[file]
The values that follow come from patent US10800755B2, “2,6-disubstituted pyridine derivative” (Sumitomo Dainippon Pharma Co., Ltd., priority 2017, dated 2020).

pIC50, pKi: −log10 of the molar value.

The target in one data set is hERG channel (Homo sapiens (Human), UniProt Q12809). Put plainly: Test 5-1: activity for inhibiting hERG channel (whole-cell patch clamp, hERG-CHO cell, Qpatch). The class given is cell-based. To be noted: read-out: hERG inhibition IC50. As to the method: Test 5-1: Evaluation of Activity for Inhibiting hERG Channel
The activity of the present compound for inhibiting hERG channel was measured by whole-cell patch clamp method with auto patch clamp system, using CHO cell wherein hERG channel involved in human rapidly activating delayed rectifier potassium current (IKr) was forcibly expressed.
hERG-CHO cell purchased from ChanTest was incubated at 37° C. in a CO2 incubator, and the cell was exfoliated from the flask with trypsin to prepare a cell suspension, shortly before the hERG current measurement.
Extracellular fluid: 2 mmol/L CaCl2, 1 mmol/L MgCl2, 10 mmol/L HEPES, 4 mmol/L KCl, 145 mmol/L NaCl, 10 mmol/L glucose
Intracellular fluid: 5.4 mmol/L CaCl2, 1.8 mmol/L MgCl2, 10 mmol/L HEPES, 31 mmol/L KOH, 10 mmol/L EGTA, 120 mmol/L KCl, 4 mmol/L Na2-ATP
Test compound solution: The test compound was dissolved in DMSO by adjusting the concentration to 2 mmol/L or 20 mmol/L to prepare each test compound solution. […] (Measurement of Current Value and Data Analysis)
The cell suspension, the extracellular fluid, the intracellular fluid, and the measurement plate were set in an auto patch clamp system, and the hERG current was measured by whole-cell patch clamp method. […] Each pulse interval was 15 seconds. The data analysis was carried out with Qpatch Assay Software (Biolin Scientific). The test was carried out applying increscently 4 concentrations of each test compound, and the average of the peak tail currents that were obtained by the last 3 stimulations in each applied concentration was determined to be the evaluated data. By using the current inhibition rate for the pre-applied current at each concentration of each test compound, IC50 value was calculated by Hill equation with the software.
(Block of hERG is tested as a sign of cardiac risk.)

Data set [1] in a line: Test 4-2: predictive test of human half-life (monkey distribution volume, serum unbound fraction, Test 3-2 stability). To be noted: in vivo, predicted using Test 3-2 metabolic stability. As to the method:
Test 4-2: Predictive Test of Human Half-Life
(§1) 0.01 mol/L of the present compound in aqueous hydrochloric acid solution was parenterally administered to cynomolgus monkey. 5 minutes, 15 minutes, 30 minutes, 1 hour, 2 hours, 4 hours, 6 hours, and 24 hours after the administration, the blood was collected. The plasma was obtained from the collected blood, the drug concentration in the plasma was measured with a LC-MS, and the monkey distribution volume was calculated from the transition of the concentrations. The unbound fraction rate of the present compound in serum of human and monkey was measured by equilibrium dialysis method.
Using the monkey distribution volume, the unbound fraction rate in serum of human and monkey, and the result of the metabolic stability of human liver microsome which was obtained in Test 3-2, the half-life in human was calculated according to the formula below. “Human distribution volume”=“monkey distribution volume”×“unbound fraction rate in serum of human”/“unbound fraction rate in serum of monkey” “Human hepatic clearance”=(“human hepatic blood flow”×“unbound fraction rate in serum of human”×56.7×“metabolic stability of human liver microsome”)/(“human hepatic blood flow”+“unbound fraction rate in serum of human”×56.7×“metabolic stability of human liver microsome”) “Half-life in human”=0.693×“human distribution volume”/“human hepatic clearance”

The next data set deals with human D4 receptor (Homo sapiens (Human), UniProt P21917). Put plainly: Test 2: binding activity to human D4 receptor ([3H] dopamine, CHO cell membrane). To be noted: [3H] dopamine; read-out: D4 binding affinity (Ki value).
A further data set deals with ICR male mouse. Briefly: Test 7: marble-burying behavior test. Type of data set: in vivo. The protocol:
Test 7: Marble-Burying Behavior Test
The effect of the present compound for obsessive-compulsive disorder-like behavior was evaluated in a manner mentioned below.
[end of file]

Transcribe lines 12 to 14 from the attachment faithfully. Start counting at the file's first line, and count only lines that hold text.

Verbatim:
Test 4-2: Predictive Test of Human Half-Life
(§1) 0.01 mol/L of the present compound in aqueous hydrochloric acid solution was parenterally administered to cynomolgus monkey. 5 minutes, 15 minutes, 30 minutes, 1 hour, 2 hours, 4 hours, 6 hours, and 24 hours after the administration, the blood was collected. The plasma was obtained from the collected blood, the drug concentration in the plasma was measured with a LC-MS, and the monkey distribution volume was calculated from the transition of the concentrations. The unbound fraction rate of the present compound in serum of human and monkey was measured by equilibrium dialysis method.
Using the monkey distribution volume, the unbound fraction rate in serum of human and monkey, and the result of the metabolic stability of human liver microsome which was obtained in Test 3-2, the half-life in human was calculated according to the formula below. “Human distribution volume”=“monkey distribution volume”×“unbound fraction rate in serum of human”/“unbound fraction rate in serum of monkey” “Human hepatic clearance”=(“human hepatic blood flow”×“unbound fraction rate in serum of human”×56.7×“metabolic stability of human liver microsome”)/(“human hepatic blood flow”+“unbound fraction rate in serum of human”×56.7×“metabolic stability of human liver microsome”) “Half-life in human”=0.693×“human distribution volume”/“human hepatic clearance”